Whilst European politicians engage in the brinkmanship of what is becoming known as the ‘vaccine wars’, another biotech rivalry is quietly brewing on both sides of the Atlantic. Admittedly the latter is mostly a friendly and ultimately an optimistic rivalry, but it could reshape the future of humanity according to technologist and biotech investor Tej Kohli.
Kohli claims in his #TejTalks blog that when historians look back at 2020 and 2021, it won’t be the coronavirus crisis or the vaccine ‘wars’ that will claim their interest, but the award in October 2020 of the Nobel Prize in Chemistry to two female scientists for their work on the technology of genome editing. Their ‘CRISPR-Cas9’ discovery – also known as ‘genetic scissors’ – enables scientists to make precise changes to the DNA within living cells.
CRISPR allows scientists to ‘rewrite’ the code of life in revolutionary ways. It has already enabled countless new discoveries in research, medicine, and cancer therapies; and the first ‘real world’ therapeutic application will likely be to treat sickle cell anaemia. CRISPR is a result of work conducted by French professor Emmanuelle Charpentier at the University of Vienna and the Umeå Centre for Microbial Research in Sweden; and by American biochemist Jennifer Doudna at the University of California at Berkeley.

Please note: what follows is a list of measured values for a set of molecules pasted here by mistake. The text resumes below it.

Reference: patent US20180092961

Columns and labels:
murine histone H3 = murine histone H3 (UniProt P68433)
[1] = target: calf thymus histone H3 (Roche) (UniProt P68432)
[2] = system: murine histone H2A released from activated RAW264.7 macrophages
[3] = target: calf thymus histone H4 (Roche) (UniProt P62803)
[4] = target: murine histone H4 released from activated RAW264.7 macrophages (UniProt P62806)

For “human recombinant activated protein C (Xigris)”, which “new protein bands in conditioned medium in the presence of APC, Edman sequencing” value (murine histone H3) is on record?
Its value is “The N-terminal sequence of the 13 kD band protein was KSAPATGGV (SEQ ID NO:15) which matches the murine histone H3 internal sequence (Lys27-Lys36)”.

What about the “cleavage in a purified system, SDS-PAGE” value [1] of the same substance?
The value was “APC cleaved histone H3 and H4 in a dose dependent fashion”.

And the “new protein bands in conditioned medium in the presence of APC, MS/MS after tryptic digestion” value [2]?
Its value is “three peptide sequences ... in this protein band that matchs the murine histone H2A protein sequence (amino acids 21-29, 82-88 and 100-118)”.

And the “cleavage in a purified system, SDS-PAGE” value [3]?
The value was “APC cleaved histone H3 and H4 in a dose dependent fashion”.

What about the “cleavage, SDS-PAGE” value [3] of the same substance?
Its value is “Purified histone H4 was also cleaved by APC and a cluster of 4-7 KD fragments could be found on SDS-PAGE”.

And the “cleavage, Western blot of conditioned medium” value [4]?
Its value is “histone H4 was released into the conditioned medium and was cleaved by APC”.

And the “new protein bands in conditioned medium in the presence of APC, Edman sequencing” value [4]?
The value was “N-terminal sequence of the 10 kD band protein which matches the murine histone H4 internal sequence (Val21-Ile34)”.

Charpentier and Doudna now each head up organizations on either side of the Atlantic that are licencing the use and application of CRISPR. What will be interesting is how CRISPR manifests itself commercially on either side of the pond – and which side will dominate?
Europe and the United Kingdom have a poor track record when it comes to monetising scientific innovations compared to the USA. A 2013 report titled ‘Bridging the Valley of Death: Improving the Commercialisation of Research’ highlighted the ‘valley of death’ in the UK in particular, which prevents the progress of science from the laboratory to the point where it provides the basis of a commercially successful business or product.
British science journalist Michael Mosley also wrote of the UK that: “Perhaps because we are used to getting there first, we constantly fail to commercialise British inventions. Tim Berners-Lee, the father of the worldwide web, is rightly applauded for giving his invention to the world – yet on another level it would have been nice if he could have benefited from his work in the way Google’s founders have done.”
To extrapolate Mosley’s statement a little further, there can be no doubt that is it the USA, not the UK and Europe, that has been most successful at monetising the Internet. Facebook, Amazon, Netflix, Google and Uber are just some of the juggernaut companies that have emerged in the USA because of the advent of the Internet. By comparison Europe can only boast a small number of Unicorn companies, and none of equivalent stature.
Will this also be what happens with CRISPR? Other recent advances that allow us to reengineer human cells and DNA, such as CAR T-cell therapies, are already overwhelmingly manifest primarily in the USA, at least when it comes to their stock market listings. It would be all too easy for CRISPR to go the same way. This would be a big missed opportunity for Europe. Much like the Internet, CRISPR is a platform technology upon which myriad applications and treatments will eventually be built. Europe should aspire to lead it.